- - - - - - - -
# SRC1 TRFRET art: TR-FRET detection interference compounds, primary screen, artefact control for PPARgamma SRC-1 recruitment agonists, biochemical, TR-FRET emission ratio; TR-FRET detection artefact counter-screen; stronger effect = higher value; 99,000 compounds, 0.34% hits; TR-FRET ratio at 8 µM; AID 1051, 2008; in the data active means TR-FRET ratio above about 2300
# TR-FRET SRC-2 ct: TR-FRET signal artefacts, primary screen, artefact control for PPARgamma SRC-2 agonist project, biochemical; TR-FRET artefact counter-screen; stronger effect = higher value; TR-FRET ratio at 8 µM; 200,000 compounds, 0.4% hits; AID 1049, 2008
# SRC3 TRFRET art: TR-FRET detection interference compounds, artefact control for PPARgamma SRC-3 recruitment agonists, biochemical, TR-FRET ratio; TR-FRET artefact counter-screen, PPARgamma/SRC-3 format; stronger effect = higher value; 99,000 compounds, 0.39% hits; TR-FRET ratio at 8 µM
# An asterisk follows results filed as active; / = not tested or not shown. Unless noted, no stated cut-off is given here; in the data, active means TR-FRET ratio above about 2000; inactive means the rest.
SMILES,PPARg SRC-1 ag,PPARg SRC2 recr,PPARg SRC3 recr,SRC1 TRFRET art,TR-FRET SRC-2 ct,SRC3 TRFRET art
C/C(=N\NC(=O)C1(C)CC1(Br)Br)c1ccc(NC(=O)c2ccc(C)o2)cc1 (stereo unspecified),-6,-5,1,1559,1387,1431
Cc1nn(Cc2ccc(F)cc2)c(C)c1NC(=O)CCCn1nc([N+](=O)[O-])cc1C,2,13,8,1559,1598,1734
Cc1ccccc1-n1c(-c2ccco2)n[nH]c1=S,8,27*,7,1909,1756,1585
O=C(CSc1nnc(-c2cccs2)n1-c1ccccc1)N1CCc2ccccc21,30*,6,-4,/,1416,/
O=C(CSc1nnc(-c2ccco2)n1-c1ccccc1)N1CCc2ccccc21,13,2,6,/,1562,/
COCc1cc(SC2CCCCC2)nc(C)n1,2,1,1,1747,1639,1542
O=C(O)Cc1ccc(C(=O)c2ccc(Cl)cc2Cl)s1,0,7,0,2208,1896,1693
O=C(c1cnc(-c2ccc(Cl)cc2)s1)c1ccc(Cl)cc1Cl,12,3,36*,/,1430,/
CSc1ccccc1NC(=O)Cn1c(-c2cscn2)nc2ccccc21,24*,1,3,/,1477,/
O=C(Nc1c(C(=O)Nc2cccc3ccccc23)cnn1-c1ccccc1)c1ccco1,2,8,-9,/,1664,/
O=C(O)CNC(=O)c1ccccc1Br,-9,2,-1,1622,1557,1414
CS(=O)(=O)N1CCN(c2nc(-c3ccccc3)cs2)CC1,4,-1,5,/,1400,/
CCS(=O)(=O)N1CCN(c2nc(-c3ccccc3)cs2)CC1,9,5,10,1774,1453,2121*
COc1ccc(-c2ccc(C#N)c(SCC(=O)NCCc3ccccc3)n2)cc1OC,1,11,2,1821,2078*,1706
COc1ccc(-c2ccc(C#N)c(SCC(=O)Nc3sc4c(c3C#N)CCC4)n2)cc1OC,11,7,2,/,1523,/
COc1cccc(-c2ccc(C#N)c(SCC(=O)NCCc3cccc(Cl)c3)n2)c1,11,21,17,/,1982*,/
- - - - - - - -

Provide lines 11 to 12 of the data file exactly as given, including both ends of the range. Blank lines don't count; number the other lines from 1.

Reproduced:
COCc1cc(SC2CCCCC2)nc(C)n1,2,1,1,1747,1639,1542
O=C(O)Cc1ccc(C(=O)c2ccc(Cl)cc2Cl)s1,0,7,0,2208,1896,1693